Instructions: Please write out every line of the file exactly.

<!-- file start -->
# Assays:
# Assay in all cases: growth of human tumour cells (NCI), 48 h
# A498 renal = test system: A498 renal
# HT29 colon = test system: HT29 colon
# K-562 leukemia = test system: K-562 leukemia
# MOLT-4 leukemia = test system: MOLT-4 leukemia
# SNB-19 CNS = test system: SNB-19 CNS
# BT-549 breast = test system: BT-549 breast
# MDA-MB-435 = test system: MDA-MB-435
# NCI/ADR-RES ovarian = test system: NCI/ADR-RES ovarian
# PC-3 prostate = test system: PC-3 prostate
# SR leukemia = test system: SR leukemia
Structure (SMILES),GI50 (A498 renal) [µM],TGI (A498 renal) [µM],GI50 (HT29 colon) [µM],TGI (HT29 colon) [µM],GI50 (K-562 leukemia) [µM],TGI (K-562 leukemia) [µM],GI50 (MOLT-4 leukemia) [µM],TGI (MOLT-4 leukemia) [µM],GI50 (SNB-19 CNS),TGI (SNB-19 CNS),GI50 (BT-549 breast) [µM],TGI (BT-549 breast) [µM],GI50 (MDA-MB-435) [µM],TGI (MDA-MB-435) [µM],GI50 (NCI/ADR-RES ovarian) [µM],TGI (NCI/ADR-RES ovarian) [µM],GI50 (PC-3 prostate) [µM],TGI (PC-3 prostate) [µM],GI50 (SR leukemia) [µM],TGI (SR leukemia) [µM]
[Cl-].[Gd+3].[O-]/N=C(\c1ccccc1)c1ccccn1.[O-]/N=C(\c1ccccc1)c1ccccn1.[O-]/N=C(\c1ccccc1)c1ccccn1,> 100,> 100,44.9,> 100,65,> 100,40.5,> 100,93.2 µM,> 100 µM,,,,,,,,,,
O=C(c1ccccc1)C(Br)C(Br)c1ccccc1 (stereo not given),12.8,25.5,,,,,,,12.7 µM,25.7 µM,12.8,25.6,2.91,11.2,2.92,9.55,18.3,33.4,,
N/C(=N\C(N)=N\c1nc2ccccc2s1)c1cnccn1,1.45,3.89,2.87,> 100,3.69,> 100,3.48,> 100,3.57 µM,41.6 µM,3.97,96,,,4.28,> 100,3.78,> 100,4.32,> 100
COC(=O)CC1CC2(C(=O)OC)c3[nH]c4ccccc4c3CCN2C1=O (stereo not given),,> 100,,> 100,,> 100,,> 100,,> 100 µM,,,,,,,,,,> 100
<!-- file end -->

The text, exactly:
# Assays:
# Assay in all cases: growth of human tumour cells (NCI), 48 h
# A498 renal = test system: A498 renal
# HT29 colon = test system: HT29 colon
# K-562 leukemia = test system: K-562 leukemia
# MOLT-4 leukemia = test system: MOLT-4 leukemia
# SNB-19 CNS = test system: SNB-19 CNS
# BT-549 breast = test system: BT-549 breast
# MDA-MB-435 = test system: MDA-MB-435
# NCI/ADR-RES ovarian = test system: NCI/ADR-RES ovarian
# PC-3 prostate = test system: PC-3 prostate
# SR leukemia = test system: SR leukemia
Structure (SMILES),GI50 (A498 renal) [µM],TGI (A498 renal) [µM],GI50 (HT29 colon) [µM],TGI (HT29 colon) [µM],GI50 (K-562 leukemia) [µM],TGI (K-562 leukemia) [µM],GI50 (MOLT-4 leukemia) [µM],TGI (MOLT-4 leukemia) [µM],GI50 (SNB-19 CNS),TGI (SNB-19 CNS),GI50 (BT-549 breast) [µM],TGI (BT-549 breast) [µM],GI50 (MDA-MB-435) [µM],TGI (MDA-MB-435) [µM],GI50 (NCI/ADR-RES ovarian) [µM],TGI (NCI/ADR-RES ovarian) [µM],GI50 (PC-3 prostate) [µM],TGI (PC-3 prostate) [µM],GI50 (SR leukemia) [µM],TGI (SR leukemia) [µM]
[Cl-].[Gd+3].[O-]/N=C(\c1ccccc1)c1ccccn1.[O-]/N=C(\c1ccccc1)c1ccccn1.[O-]/N=C(\c1ccccc1)c1ccccn1,> 100,> 100,44.9,> 100,65,> 100,40.5,> 100,93.2 µM,> 100 µM,,,,,,,,,,
O=C(c1ccccc1)C(Br)C(Br)c1ccccc1 (stereo not given),12.8,25.5,,,,,,,12.7 µM,25.7 µM,12.8,25.6,2.91,11.2,2.92,9.55,18.3,33.4,,
N/C(=N\C(N)=N\c1nc2ccccc2s1)c1cnccn1,1.45,3.89,2.87,> 100,3.69,> 100,3.48,> 100,3.57 µM,41.6 µM,3.97,96,,,4.28,> 100,3.78,> 100,4.32,> 100
COC(=O)CC1CC2(C(=O)OC)c3[nH]c4ccccc4c3CCN2C1=O (stereo not given),,> 100,,> 100,,> 100,,> 100,,> 100 µM,,,,,,,,,,> 100